's re-election will have a positive impact on russia's ties with the united states. israeli prime minister benjamin netanyahu has congratulated obama. in a statement he said he'll continue to work with the u.s. president to ensure interests vital for the security of israel's citizens. the two leaders are divided over how to deal with iran's nuclear ambitions. the u.s. is urging netanyahu not to take military action. palestinian president mahmoud abbas also released a statement saying he hopes obama will continue his efforts to achieve peace in the middle east. >>> the elite officials in charge of china are gathering in beijing to chart the country's future. the communist party is about to begin its transition of power. hu jintao and other leaders who have been at the top for a decade are stepping aside. and the next generation is taking over. the 18th congress of the chinese communist party starts thursday. the meeting happens every five years. delegates will approve new policies and appoint new party leaders for the five years to come. chinese authorities waited until the eve of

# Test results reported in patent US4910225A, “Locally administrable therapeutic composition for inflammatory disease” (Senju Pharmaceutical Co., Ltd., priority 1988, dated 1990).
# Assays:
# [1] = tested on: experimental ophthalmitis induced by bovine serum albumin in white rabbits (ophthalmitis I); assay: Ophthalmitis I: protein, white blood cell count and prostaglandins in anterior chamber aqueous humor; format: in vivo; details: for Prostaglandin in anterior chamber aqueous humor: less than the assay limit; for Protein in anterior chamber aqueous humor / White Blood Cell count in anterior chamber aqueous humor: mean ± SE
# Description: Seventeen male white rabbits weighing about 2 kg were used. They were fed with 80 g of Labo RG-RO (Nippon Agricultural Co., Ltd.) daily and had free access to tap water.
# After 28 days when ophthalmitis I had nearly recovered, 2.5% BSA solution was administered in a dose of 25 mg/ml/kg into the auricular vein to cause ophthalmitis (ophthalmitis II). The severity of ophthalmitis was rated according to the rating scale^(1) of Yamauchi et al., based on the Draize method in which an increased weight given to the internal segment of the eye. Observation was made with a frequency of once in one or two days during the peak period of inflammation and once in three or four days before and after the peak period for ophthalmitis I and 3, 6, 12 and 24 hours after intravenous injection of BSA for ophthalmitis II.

of the fact that in just two years british exports of goods to brazil are up 25%, up 40%, russia up 80%. last week we took steps towards a new defense partnership with united arab emirate that could be worth more than 6 billion pounds to british industry. i want us to go further still. when i look around the world, i see countries like germany using overseas business that works to drive new business. in brazil, for example, 1700 members of the german chamber. 1700 members of the u.s. chamber's. how many does the u.k. have? just 240. we need to do all whole lot better than that. i have asked steven green, our trade minister to work at home and overseas to increase the quantity and quality of services offered, could relate to the smaller companies seeking to establish themselves abroad for the first time. he will begin within 8 million pound pilot and 20 keep markets and go on to lead a transformation that will change the face of british trade overseas across the globe. there are valuable markets out there that just have not received the attention from government that they deserve. places like